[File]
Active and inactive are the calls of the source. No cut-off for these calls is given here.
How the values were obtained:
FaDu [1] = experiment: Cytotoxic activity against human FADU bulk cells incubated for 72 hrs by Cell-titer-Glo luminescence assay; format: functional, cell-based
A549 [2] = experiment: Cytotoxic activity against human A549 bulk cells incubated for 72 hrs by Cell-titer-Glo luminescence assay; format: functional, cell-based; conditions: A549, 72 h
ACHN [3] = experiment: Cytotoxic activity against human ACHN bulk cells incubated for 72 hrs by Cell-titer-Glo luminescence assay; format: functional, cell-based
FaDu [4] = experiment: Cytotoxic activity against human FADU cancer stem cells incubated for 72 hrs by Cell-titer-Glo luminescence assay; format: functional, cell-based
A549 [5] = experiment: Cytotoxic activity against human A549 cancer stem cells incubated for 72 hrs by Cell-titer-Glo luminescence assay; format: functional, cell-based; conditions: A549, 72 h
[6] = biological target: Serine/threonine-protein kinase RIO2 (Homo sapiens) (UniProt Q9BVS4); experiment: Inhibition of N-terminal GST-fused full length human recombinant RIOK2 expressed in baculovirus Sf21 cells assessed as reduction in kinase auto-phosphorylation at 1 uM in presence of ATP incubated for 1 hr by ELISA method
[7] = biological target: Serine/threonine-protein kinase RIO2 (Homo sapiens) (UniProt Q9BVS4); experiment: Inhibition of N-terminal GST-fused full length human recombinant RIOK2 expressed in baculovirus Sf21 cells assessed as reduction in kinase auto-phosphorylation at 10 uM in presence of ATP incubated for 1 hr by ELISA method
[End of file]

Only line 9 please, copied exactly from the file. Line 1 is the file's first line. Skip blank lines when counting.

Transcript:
[7] = biological target: Serine/threonine-protein kinase RIO2 (Homo sapiens) (UniProt Q9BVS4); experiment: Inhibition of N-terminal GST-fused full length human recombinant RIOK2 expressed in baculovirus Sf21 cells assessed as reduction in kinase auto-phosphorylation at 10 uM in presence of ATP incubated for 1 hr by ELISA method